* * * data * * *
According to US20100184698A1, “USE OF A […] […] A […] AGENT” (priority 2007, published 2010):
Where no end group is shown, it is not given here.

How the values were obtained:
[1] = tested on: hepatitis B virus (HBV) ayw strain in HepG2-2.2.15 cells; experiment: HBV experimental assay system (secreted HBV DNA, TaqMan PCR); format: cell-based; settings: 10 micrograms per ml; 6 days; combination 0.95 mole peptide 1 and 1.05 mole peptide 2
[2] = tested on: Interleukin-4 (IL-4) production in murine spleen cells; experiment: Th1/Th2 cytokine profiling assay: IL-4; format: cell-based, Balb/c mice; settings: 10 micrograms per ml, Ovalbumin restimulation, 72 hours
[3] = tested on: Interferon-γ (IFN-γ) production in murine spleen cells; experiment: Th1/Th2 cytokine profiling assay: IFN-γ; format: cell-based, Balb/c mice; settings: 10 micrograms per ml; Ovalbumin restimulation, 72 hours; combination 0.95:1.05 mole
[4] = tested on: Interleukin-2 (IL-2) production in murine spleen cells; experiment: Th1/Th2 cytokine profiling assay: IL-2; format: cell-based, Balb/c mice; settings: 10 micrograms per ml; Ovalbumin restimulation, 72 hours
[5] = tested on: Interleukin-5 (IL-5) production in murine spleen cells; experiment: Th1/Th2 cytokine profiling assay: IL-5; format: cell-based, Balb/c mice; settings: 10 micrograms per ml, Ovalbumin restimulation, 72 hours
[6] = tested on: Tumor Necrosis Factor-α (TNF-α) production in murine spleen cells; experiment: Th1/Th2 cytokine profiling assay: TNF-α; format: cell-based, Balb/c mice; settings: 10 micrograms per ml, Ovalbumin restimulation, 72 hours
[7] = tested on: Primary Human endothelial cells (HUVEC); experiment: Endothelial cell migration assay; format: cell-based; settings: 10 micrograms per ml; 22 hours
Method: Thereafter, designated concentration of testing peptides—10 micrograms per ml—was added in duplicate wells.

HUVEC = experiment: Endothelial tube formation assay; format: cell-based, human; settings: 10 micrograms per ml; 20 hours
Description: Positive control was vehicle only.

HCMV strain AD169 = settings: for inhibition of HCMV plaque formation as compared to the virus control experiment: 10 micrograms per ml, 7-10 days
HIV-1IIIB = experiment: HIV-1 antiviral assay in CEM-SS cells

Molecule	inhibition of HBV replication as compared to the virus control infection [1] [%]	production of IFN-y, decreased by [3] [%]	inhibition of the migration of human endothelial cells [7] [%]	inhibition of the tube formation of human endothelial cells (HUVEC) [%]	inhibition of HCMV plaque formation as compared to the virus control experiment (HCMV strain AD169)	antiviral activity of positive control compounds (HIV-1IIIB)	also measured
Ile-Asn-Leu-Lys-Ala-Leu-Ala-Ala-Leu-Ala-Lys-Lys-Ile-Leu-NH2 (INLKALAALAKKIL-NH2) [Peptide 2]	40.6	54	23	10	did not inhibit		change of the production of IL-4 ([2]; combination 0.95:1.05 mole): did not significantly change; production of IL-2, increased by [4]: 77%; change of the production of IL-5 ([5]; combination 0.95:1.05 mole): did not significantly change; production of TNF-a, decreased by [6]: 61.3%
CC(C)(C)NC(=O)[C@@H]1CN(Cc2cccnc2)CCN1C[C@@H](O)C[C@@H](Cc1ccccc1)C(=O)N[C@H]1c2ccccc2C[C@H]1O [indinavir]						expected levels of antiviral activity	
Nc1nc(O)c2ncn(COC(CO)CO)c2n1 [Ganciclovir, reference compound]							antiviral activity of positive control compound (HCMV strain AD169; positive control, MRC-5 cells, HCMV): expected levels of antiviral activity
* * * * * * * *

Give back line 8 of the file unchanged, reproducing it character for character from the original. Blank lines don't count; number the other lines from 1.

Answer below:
[5] = tested on: Interleukin-5 (IL-5) production in murine spleen cells; experiment: Th1/Th2 cytokine profiling assay: IL-5; format: cell-based, Balb/c mice; settings: 10 micrograms per ml, Ovalbumin restimulation, 72 hours